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Environmentalists alarmed at marijuana industry’s massive use of carbon-based electricity


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The nation’s booming marijuana sector is struggling to go green.
Analysts and state regulators say the cannabis industry — including states that have legalized recreational pot and those that offer it only for medicinal purposes — is outpacing many other areas of the economy in energy use, racking up massive electricity bills as more and more Americans light up.
“The basic issue is the lighting intensity inside these grow facilities is much, much higher than anything else. They like these facilities brighter than an operating room,” said Ron Flax, the chief building official in Boulder County, Colorado, who spearheads one of the nation’s leading programs designed to incentivize weed producers to cut their power use.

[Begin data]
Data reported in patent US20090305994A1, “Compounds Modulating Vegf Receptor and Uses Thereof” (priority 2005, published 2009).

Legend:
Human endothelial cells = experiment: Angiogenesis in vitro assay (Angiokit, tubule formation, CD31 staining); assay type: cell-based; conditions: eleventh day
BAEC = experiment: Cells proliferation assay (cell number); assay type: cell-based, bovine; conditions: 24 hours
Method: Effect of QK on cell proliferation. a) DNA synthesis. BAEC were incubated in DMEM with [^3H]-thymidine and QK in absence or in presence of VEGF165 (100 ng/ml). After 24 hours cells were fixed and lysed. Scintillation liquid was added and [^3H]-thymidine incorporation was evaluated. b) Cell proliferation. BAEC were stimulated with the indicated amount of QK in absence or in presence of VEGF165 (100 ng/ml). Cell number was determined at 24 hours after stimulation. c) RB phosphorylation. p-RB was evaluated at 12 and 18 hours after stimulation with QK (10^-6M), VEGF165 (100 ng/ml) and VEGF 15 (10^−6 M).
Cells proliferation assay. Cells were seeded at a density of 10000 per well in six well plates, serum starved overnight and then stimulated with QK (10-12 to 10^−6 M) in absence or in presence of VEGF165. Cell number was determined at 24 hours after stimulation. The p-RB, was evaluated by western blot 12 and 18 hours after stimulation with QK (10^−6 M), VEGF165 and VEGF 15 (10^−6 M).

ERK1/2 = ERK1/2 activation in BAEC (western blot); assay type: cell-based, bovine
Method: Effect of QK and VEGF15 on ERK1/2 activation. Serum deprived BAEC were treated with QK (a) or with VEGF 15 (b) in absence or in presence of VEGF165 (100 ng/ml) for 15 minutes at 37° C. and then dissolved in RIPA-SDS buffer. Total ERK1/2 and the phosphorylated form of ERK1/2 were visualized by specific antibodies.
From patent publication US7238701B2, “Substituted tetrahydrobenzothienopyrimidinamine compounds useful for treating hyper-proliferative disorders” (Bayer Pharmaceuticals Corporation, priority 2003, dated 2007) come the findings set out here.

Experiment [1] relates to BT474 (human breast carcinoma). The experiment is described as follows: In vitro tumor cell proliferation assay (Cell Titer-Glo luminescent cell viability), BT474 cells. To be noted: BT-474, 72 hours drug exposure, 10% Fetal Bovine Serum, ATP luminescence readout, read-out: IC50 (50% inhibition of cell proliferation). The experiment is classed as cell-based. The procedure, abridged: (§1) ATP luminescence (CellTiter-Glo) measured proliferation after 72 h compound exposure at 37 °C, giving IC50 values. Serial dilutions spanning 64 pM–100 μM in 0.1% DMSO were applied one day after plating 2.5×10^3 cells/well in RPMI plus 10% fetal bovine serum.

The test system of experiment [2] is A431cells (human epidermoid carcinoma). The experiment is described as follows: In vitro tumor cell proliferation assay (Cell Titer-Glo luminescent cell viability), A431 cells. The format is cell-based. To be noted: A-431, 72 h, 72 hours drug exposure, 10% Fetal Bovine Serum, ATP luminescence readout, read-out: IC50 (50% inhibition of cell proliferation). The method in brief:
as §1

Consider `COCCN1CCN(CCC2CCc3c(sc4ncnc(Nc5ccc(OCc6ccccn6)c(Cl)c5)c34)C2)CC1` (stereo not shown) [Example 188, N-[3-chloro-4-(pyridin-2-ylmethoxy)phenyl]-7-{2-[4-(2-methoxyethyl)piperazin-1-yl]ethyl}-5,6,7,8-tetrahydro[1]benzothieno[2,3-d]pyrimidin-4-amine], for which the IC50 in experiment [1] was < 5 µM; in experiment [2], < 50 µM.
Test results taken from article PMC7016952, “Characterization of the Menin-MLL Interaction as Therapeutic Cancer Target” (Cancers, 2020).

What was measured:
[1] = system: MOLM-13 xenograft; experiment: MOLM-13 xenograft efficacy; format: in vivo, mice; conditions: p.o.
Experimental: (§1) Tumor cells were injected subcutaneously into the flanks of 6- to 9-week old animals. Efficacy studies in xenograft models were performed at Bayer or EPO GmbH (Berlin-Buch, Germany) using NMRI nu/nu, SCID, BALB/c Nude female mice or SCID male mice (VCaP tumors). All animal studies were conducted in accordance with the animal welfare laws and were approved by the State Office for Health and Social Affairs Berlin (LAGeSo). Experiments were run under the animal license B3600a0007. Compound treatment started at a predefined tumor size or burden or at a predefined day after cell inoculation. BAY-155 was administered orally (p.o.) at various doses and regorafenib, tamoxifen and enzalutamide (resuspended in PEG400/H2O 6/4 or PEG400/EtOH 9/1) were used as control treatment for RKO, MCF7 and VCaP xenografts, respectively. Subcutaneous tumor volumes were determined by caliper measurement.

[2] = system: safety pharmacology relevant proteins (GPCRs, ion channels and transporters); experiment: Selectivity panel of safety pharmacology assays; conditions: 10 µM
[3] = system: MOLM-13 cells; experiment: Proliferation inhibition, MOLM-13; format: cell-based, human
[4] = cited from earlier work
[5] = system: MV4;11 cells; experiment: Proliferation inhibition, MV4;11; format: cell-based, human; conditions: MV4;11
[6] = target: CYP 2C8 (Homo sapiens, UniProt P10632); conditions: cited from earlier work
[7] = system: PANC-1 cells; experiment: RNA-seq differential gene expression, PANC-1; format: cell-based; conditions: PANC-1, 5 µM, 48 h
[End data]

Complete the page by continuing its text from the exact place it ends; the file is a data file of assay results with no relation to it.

The county’s Marijuana Energy Impact Offset Fund, which tacks on a 2.16-cent surcharge for each kilowatt-hour of electricity used by grow facilities, is something of a model for other states, cities and counties that also recognize the growing energy drain that has resulted from the rapid expansion of legal cannabis.
Data show the issue, often lost beneath the societal and medical arguments around pot, deserves attention.:snip:

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